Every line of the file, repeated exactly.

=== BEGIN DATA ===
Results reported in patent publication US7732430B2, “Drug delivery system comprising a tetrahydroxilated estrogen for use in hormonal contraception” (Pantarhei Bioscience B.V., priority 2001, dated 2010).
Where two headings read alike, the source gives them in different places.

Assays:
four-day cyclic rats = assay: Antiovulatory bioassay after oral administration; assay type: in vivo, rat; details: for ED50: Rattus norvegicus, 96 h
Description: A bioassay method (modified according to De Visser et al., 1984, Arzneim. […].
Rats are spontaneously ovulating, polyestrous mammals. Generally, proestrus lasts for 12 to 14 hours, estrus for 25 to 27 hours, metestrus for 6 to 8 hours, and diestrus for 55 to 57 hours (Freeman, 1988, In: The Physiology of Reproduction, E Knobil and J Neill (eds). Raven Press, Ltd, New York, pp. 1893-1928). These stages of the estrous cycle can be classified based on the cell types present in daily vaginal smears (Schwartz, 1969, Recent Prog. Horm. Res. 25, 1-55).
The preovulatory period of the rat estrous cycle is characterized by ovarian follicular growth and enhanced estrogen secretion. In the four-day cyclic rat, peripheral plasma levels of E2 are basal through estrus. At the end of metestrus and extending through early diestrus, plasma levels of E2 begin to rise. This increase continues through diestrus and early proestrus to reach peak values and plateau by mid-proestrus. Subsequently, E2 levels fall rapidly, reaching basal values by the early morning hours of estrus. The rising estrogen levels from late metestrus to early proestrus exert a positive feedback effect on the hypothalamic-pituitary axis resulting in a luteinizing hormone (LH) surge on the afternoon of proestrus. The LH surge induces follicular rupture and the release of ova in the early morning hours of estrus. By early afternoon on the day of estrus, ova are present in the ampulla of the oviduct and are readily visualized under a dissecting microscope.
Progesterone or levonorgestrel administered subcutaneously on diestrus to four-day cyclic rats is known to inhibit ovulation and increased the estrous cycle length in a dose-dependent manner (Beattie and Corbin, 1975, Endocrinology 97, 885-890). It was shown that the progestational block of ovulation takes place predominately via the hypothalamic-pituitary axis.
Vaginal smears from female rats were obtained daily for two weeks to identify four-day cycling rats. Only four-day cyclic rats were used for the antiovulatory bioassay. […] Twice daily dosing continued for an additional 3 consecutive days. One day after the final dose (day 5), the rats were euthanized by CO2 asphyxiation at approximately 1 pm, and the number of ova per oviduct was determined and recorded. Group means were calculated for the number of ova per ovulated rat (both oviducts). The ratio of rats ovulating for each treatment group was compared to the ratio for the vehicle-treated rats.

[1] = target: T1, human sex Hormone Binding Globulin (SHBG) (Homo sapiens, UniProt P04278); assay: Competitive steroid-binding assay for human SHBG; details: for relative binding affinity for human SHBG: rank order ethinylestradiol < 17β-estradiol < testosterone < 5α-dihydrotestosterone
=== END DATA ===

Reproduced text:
Results reported in patent publication US7732430B2, “Drug delivery system comprising a tetrahydroxilated estrogen for use in hormonal contraception” (Pantarhei Bioscience B.V., priority 2001, dated 2010).
Where two headings read alike, the source gives them in different places.

Assays:
four-day cyclic rats = assay: Antiovulatory bioassay after oral administration; assay type: in vivo, rat; details: for ED50: Rattus norvegicus, 96 h
Description: A bioassay method (modified according to De Visser et al., 1984, Arzneim. […].
Rats are spontaneously ovulating, polyestrous mammals. Generally, proestrus lasts for 12 to 14 hours, estrus for 25 to 27 hours, metestrus for 6 to 8 hours, and diestrus for 55 to 57 hours (Freeman, 1988, In: The Physiology of Reproduction, E Knobil and J Neill (eds). Raven Press, Ltd, New York, pp. 1893-1928). These stages of the estrous cycle can be classified based on the cell types present in daily vaginal smears (Schwartz, 1969, Recent Prog. Horm. Res. 25, 1-55).
The preovulatory period of the rat estrous cycle is characterized by ovarian follicular growth and enhanced estrogen secretion. In the four-day cyclic rat, peripheral plasma levels of E2 are basal through estrus. At the end of metestrus and extending through early diestrus, plasma levels of E2 begin to rise. This increase continues through diestrus and early proestrus to reach peak values and plateau by mid-proestrus. Subsequently, E2 levels fall rapidly, reaching basal values by the early morning hours of estrus. The rising estrogen levels from late metestrus to early proestrus exert a positive feedback effect on the hypothalamic-pituitary axis resulting in a luteinizing hormone (LH) surge on the afternoon of proestrus. The LH surge induces follicular rupture and the release of ova in the early morning hours of estrus. By early afternoon on the day of estrus, ova are present in the ampulla of the oviduct and are readily visualized under a dissecting microscope.
Progesterone or levonorgestrel administered subcutaneously on diestrus to four-day cyclic rats is known to inhibit ovulation and increased the estrous cycle length in a dose-dependent manner (Beattie and Corbin, 1975, Endocrinology 97, 885-890). It was shown that the progestational block of ovulation takes place predominately via the hypothalamic-pituitary axis.
Vaginal smears from female rats were obtained daily for two weeks to identify four-day cycling rats. Only four-day cyclic rats were used for the antiovulatory bioassay. […] Twice daily dosing continued for an additional 3 consecutive days. One day after the final dose (day 5), the rats were euthanized by CO2 asphyxiation at approximately 1 pm, and the number of ova per oviduct was determined and recorded. Group means were calculated for the number of ova per ovulated rat (both oviducts). The ratio of rats ovulating for each treatment group was compared to the ratio for the vehicle-treated rats.

[1] = target: T1, human sex Hormone Binding Globulin (SHBG) (Homo sapiens, UniProt P04278); assay: Competitive steroid-binding assay for human SHBG; details: for relative binding affinity for human SHBG: rank order ethinylestradiol < 17β-estradiol < testosterone < 5α-dihydrotestosterone